San Angelo, Texas (CNN) — Polygamist sect leader Warren Jeffs, who calls himself a prophet, asked a judge on Wednesday to delay his bigamy trial so he can find a Texas lawyer.
Jeffs, 55, leads the Fundamentalist Church of Jesus Christ of Latter Day Saints, also known as the FLDS. The charges — bigamy and sexual assault — stem from an alleged spiritual marriage to a 12-year-old girl.
Jeffs’ Nevada-based attorney, Richard Wright, sought to delay the trial, which is to begin January 24. But Judge Barbara Walther denied that request, saying the church leader has long known about the charges in Texas and had plenty of time to seek counsel.
Prosecutors filed the charges two years ago, after authorities raided the sect’s Yearning for Zion Ranch in Eldorado, Texas, and removed more than 400 children. At the time, authorities said they feared the children were sexually abused.
Most of the children were returned to their families at the ranch, but some of the men were charged with sexual abuse.
The FLDS openly practices polygamy at the Texas ranch and in two towns straddling the Utah-Arizona border — Hildale, Utah, and Colorado City, Arizona.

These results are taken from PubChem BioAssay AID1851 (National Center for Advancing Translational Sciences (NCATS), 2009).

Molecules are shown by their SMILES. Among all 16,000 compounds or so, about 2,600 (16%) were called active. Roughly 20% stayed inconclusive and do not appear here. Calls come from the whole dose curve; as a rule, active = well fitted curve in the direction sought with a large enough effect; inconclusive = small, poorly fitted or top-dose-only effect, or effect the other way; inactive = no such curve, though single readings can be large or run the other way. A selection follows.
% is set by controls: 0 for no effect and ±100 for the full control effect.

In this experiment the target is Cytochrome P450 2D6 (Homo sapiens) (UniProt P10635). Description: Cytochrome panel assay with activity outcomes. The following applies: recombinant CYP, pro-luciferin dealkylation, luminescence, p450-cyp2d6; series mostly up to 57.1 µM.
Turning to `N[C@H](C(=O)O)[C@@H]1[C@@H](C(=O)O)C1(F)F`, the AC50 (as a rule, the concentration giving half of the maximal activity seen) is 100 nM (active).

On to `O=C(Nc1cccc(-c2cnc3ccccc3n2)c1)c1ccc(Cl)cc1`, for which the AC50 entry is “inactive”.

Critics of the FLDS say underage girls are forced into “spiritual” plural marriages with older men and are sexually abused. Sect members have denied sexual abuse.
FLDS: Search for counsel goes on
The date for the first trial, the one for aggravated sexual assault, is set for Jan. 24.
Walther said she had no intention of changing the dates of the trials until Jeffs has an attorney ready to represent him for the trials.
“Until he has counsel, these dates are set,” Walther said. “I will not change these dates.”
The dates for the other trials are Feb. 21 for sexual assault and March 14 for bigamy.
Walther argued that the indictments that came out in 2008 and the extradition process that began in June should have given Jeffs enough time to find an attorney in Texas.
“He is asking for a two-week period to get counsel,” Wright said.
The court did, however, change the focus of the next pretrial date, Dec. 15.
That date was to be a hearing on a motion to suppress the evidence that was gathered during a raid on the FLDS-owned Yearning for Zion Ranch, where authorities responded to what turned out to be a hoax phone call. Law enforcement personnel obtained hundreds of boxes of documents and other evidence, and more than 400 children were taken from their parents, although an appeals court overruled the decision to take the children and they were returned.
The defense in the criminal trials against men from the YFZ Ranch has constantly objected that the seizure of evidence was a violation of constitutional rights and sought to keep the evidence from being used, hence a joint motion in Texas to suppress evidence from all the indicted FLDS men in Schleicher County.
Jeffs, however, was not a part of that joint motion since he was in jail out of state.
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